No comments yet

24th Sunday, Year C, 15.09.19: Only sinners may enter here!

 

“The tax collectors and the sinners were all seeking the company of Jesus.” What hope that line gives us! To sin is to leave the company of Jesus or to refuse to seek it again. To repent is to return to close companionship with him, to seek his company in the sacraments, in the Word of God, in those around us, in our deepest soul, in the beauty of creation.

 

People often make the mistake of thinking that when they sin, Jesus can’t look at them. Nothing could be further from the truth. The more we sin, the more we should seek him out. It is in fact he who is already seeking us out. No matter how serious, long-standing or deep-rooted a sin, it can never stop Jesus from loving us and wanting our company. He wants to free the sinner he loves, and that’s every one of us, from the sin which so devastates our life. He took that devastation on himself on the Cross, so that we could be free from it – if we want that freedom!

 

Not long ago, a parishioner at St. Mary’s left an anonymous note in our parish council box. It’s fantastic! It reads: “I think that all churches should have a banner outside above the door which reads, ‘only sinners may enter this building.’” It continues, “I think attendances would improve because many people believe they have to be ‘good’ before coming to church.” I’m not sure about the banner, but the message is spot on. You could perhaps put it this way: Mercy available in this church, the virtuous need not apply. The only thing I might add would be that once the throngs of sinners are here, seeking the company of Jesus, they try their best to repent of their sins using the grace of the sacraments of penance and communion.

 

The desire for a happy and loving home is deep in everyone’s heart. It is all the stronger in those who, sadly, do not experience a happy home life on this earth. Even for those who have been blessed with a happy home here below, we know that it will not last for ever. If we will but listen to them, our hearts instinctively seek an eternal home, the Father’s house, lasting company with Jesus and with all who are already there with him. We are in fact homeless until we go home to God.

 

Once, Jesus said to his friends, “make your home in me as I make mine in you.” In other words, I am your home. And so, life is about learning to be at home with Jesus, seeking his company, seeking his face and the sweet dominion of his love. This is only possible if we freely choose to let go of our sin and to ask for his mercy as often as required.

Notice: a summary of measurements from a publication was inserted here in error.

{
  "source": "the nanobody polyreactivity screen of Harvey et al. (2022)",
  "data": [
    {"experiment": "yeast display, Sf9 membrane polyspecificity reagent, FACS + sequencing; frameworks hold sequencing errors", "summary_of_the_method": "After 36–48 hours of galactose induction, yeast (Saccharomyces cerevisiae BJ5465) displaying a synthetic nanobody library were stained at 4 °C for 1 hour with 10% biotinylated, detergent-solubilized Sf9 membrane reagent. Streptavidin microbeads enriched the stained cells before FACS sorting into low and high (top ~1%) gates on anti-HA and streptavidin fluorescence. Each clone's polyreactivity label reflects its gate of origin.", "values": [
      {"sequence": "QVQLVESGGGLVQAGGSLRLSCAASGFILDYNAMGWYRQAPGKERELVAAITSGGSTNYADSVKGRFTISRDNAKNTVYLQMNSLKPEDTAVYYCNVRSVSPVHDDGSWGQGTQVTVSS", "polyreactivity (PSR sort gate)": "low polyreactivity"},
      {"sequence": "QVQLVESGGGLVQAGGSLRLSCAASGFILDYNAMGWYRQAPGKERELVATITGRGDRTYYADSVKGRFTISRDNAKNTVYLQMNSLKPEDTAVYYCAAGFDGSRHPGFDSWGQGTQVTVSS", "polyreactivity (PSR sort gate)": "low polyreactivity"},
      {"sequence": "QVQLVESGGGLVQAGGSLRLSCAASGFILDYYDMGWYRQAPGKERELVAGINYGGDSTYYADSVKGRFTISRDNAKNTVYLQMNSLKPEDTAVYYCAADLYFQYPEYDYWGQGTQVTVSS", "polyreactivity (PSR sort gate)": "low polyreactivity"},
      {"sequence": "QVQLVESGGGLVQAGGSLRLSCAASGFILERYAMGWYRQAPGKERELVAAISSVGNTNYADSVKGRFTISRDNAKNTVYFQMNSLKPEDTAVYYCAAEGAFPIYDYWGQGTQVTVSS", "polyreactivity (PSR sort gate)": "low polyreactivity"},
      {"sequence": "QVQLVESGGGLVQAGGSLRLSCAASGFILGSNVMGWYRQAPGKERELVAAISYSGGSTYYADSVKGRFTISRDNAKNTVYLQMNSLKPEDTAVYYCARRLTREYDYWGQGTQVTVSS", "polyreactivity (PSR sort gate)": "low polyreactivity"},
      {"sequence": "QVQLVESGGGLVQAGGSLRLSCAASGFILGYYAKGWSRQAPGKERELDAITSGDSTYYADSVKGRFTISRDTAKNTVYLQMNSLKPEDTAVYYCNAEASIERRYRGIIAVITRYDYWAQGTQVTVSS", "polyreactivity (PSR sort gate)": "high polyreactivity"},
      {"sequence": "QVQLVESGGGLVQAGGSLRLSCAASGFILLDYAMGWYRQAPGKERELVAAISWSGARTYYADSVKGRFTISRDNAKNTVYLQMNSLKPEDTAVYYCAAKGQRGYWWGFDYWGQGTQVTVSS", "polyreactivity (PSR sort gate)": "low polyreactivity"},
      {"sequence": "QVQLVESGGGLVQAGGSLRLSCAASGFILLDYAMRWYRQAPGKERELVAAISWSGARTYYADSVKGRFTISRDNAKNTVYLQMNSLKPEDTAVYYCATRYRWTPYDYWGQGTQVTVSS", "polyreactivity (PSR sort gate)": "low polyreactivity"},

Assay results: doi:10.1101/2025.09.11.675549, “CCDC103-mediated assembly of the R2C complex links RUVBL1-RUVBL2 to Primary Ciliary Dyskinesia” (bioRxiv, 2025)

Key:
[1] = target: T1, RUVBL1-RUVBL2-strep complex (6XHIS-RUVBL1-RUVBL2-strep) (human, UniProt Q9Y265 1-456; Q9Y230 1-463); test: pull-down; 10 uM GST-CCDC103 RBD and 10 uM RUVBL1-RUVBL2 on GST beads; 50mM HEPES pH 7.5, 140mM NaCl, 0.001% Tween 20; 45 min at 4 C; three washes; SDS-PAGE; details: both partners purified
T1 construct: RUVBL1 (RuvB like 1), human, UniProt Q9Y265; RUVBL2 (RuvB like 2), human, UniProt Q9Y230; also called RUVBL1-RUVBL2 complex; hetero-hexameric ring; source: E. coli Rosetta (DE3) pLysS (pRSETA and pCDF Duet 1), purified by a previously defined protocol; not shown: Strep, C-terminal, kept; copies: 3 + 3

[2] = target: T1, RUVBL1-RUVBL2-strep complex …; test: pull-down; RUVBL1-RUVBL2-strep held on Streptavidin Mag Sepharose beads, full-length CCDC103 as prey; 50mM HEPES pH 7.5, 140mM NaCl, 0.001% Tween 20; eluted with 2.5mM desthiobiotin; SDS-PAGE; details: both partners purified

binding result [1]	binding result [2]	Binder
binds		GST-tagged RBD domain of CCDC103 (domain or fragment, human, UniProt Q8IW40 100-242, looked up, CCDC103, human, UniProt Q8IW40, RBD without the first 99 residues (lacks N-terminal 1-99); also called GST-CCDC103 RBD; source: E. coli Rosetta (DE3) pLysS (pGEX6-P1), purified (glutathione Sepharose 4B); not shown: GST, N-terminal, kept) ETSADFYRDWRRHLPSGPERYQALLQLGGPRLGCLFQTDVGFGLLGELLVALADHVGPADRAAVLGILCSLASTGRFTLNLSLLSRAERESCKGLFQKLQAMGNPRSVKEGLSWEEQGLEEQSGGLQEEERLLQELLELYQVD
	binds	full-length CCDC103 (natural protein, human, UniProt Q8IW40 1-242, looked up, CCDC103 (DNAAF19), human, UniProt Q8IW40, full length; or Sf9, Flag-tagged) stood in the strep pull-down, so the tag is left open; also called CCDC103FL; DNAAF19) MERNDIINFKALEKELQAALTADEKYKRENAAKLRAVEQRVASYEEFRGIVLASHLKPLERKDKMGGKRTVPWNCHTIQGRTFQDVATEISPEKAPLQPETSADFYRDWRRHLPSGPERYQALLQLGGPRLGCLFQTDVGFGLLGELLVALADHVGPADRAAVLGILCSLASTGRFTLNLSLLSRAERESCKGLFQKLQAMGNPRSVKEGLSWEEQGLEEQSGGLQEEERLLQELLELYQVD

St. Paul in that first reading says he was the worst of all sinners. Jesus had appeared to him on the road to Damascus. You might say “he was lucky”, he didn’t have to struggle like us. But that’s not true. That appearance of Jesus to him did not magically wipe away all his many sins. He had to spend a few days in blindness, without eating or drinking; he sank into a kind of severe depression. And no wonder. Jesus had pulled from under him his cocky self-assurance that he was some great personage of the Jewish religion. Paul entered into a deep crisis of soul; he realised that, if he accepted Jesus, his life up to that point will have been virtually meaningless. In fact, he later describes to the Philippians that all the achievements and honours of his life up to that point were like dung to him in comparison with the surpassing worth of knowing Jesus.

 

Jesus sought Paul out but Paul understood he had to make a choice: do I let go of the life I have lived until now and confess my sins and have them forgiven in the waters of baptism, or do I cling to my former lifestyle which was so good for my ego and my wallet? He does, in fact, freely accept baptism; he enters the company of Jesus, he comes home to Jesus.

 

The company and mercy of Jesus are available to all. But they can only be experienced personally if we choose to repent of our sin. The sin in question is not what we consider as sin, but what Jesus considers as sin. Repentance is not on our terms, but on his. He is the one who knows what sin is, what horrors it causes, because he took it all on himself and suffered its guilt and destructive power. If we come into the company of Jesus without opening the door of our hearts to repentance, his mercy cannot get in. But if we make our way back to him with the sincere repentance of the prodigal son, then the open doors of our own heart will become the doorway to our eternal home. And what joy there will be in heaven at our return!

Comments are closed.